Can Concrete Carry the Weight of Increasing Density?

Udaya Sathiamurthy

BG&E Perth
With a fever-pitch level of awareness about the structural integrity and resilience of buildings and infrastructure, as well as ensuring new builds are developed in accordance with best practice standards, BG&E shines the light on the importance of sophisticated design for durability, quality remediation and quality management in construction.

Structures are only as resilient as the imaginative architecture, brilliant design and combined materials by which they are constructed.

BG&E Senior Consultant, Udaya Sathiamurthy draws on her decades of engineering experience to help guide the construction industry through the complexities of preventing and remediating cracks in concrete, as well as water leakage in structures.

She says, “The occurrence of leakage within concrete structures is surprisingly more common than most think, including professionals within the construction industry.”   

This is a serious issue considering 70 per cent of the world’s population lives in a structure that is primarily built from concrete, which is also the second most consumed substance in the world after water.[1]

Udaya advocates, “As urban density increases and towers multiply, levels below ground need to be carefully considered prior to construction, to ensure important elements such as concrete waterproofing strategies are adequate and included as part of the concept design”.

“Prevention is better than cure, since leakage at any point in the life of the structure is not ideal due to the disruption it creates to asset performance, devaluing assets, impacts on the durability and aesthetics, and the negative effect such failures have on public confidence, around the safety of the structures.”

This is raised at a time when the Office of the New South Wales (NSW) Building Commissioner (OBC) introduced reform for the building and construction industries, with the release of the Construct NSW Strategy, in September 2021.

Establishment of the OBC occurred after several infamous high-rise structural incidents, which saw residents evacuated, homeowners’ assets plummet and a frenzy of legal activity between the parties involved in designing and delivering the structures.

Defects or non-compliance to best practise industry standards have many root causes across the building supply chain, from design, through to use of materials, supply and installation, construction, operations and maintenance. Regardless of the cause, there is a shared responsibility between industry and government to do better for the community.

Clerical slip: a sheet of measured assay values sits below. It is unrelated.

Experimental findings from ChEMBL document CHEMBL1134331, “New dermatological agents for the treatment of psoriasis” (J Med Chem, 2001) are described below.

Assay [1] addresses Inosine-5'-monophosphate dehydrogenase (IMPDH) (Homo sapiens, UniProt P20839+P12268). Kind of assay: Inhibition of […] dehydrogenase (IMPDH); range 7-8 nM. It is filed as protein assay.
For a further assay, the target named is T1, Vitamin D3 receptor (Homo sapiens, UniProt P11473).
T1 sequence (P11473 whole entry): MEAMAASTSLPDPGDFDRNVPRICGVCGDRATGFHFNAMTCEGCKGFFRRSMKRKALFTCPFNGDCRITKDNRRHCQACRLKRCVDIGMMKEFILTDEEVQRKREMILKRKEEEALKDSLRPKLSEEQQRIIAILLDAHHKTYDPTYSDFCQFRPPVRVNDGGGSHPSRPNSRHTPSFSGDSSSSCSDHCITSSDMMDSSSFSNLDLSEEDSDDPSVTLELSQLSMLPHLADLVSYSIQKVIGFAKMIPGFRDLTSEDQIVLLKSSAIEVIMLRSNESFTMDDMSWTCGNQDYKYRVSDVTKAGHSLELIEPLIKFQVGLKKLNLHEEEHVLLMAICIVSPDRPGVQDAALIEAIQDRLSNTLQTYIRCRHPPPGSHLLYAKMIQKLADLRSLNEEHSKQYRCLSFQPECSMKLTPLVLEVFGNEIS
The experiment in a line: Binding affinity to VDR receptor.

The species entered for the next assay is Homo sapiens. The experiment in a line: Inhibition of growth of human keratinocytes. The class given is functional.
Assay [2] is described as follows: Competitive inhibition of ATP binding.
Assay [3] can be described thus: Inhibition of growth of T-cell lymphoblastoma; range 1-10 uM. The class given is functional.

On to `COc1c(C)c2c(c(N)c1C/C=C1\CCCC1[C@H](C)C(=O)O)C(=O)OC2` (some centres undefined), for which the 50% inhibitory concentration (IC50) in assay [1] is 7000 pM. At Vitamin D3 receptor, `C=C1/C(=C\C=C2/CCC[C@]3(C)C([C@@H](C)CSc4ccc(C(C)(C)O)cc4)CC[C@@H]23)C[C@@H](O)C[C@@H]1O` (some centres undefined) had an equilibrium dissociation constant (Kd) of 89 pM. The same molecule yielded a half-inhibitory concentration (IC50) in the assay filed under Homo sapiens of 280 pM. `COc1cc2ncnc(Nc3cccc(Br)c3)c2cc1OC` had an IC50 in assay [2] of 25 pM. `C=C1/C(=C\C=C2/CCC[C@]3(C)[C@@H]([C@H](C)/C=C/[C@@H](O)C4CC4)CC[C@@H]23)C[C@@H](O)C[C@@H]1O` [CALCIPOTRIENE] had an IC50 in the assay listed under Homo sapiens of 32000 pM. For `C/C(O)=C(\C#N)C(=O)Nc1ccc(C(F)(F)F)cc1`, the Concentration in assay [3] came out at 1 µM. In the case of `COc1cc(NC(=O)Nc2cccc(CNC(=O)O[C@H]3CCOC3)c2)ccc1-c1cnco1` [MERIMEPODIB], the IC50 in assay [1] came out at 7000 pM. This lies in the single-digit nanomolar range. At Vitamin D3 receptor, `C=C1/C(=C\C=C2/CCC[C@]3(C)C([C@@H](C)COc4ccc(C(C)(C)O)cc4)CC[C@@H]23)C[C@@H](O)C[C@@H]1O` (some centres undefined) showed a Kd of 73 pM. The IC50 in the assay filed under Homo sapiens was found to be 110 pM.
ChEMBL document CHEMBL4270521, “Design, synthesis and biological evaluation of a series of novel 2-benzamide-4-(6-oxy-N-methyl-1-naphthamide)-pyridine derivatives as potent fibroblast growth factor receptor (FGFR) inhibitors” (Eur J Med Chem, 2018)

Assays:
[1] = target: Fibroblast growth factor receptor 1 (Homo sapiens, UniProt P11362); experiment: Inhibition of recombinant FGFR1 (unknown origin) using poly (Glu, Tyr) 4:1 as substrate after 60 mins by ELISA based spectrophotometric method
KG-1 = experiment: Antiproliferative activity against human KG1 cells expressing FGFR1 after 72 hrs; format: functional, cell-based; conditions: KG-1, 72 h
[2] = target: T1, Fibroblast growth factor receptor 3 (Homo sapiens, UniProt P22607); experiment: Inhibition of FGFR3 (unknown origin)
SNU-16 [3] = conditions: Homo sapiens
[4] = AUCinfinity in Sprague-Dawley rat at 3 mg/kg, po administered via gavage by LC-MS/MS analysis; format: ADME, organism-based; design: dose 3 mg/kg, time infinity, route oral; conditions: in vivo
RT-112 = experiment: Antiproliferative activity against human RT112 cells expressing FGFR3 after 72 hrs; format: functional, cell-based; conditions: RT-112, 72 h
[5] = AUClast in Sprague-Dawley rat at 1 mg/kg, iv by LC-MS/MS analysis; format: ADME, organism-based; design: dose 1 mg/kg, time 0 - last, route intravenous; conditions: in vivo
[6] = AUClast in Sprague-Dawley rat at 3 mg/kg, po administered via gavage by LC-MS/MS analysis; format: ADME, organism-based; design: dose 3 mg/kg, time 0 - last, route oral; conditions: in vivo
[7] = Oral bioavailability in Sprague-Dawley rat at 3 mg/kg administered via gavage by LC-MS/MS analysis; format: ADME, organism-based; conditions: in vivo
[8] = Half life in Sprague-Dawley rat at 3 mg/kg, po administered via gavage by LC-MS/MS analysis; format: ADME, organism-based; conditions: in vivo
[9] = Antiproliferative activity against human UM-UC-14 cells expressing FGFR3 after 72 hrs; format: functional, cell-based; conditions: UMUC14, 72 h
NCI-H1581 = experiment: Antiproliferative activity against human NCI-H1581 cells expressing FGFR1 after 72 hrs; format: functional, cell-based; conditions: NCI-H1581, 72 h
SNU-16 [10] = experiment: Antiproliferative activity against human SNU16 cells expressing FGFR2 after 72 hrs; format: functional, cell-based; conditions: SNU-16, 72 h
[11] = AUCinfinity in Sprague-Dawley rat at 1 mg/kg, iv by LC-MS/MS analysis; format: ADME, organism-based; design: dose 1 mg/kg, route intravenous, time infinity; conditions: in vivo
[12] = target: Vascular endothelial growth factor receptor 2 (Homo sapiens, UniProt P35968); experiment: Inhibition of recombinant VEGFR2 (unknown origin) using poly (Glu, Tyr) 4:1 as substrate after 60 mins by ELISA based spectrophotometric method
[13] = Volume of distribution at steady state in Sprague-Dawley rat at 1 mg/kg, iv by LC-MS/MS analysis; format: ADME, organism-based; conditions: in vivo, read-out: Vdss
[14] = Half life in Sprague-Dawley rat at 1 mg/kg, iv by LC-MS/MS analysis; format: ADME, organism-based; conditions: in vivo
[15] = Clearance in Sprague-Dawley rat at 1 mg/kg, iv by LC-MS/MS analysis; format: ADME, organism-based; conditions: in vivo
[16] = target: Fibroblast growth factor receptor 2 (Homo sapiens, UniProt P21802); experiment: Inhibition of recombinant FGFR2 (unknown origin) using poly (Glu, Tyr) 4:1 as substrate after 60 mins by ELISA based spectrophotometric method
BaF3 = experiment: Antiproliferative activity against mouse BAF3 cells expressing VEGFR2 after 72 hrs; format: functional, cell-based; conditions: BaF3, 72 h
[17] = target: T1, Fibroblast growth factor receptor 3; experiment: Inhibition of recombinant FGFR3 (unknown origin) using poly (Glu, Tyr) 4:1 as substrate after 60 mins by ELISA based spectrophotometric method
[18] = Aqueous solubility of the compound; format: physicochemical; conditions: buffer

Udaya says, “Part of the reason concrete is not proving to be as durable and resilient as it could be, is due to a lack of understanding around the benefits of designing concrete structures that control and/or prevent cracks and leakage during the design phase, rather than assessing remediation strategies post-construction.”  

The obvious factor at play is cost, with initial leakage prevention investment sacrificed in instances where concrete maintenance and upgrades have the potential to cost more down the track. Additionally, there are also some shortcuts being taken with remediation works to achieve less upfront capital-intensive investment, which can lead to increased maintenance costs in the medium-to-long term.

Udaya comments, “At BG&E we are passionate about helping clients to make informed decisions about selecting appropriate concrete leakage and waterproofing measures for structures as part of the design process.”

Expertise in this sphere is delivered via collaboration between engineers, architects, developers, urban planners, surveyors, materials science specialists and at times, geotechnical specialists, as they work together to assess the resilience of materials for structures above and below ground.

Collective technical insight is essential to recommend appropriate measures to mitigate the higher water leakage risk associated with structures located within groundwater and podium slabs, with landscaping and water features.

According to Udaya, even when using watertight concrete, immunity to leakage is not guaranteed. Significant care and diligence are needed in detailing and execution during the design and construction phases to ensure success.

She says, “It’s not as simple as balancing the cost of the concrete mix and waterproofing grades with leakage risk upfront. There is a lot more to consider, specifically about the application and use of concrete.”

It is easy to see why concrete leakage is commonly considered at the stage where remediation is required. However, remediation also comes with its challenges.

Udaya says, “The primary technique used for concrete leak remediation is injection of resins under high pressure. However, this approach is considered as ‘hit and miss’ as it may require several attempts to fill the path of water within the concrete. With increased scrutiny over materials performance, the durability of such resins is being questioned.”

Other remediation options include hydrophobic and hydrophilic treatments, installation of additional drains to capture and divert water ingress, application of waterproofing membranes and grouting, and all have unique considerations for application and durability.

Udaya states, “There is no doubt that choosing the right approach for concrete resilience is complex, but with the right technical advice at the design stage, the path to robust, sustainable structures can be developed for clients and enjoyed by their end-users, for generations.”

Udaya is one of the country’s leading technical experts in concrete waterproofing and remediation. In September 2021, she presented a technical paper at the Concrete Institute of Australia Conference entitled ‘Leaking Concrete Structures – The Beginning of the End?’


[1]Cement, Concrete & Aggregates Australia: Concrete Overview, 2021.

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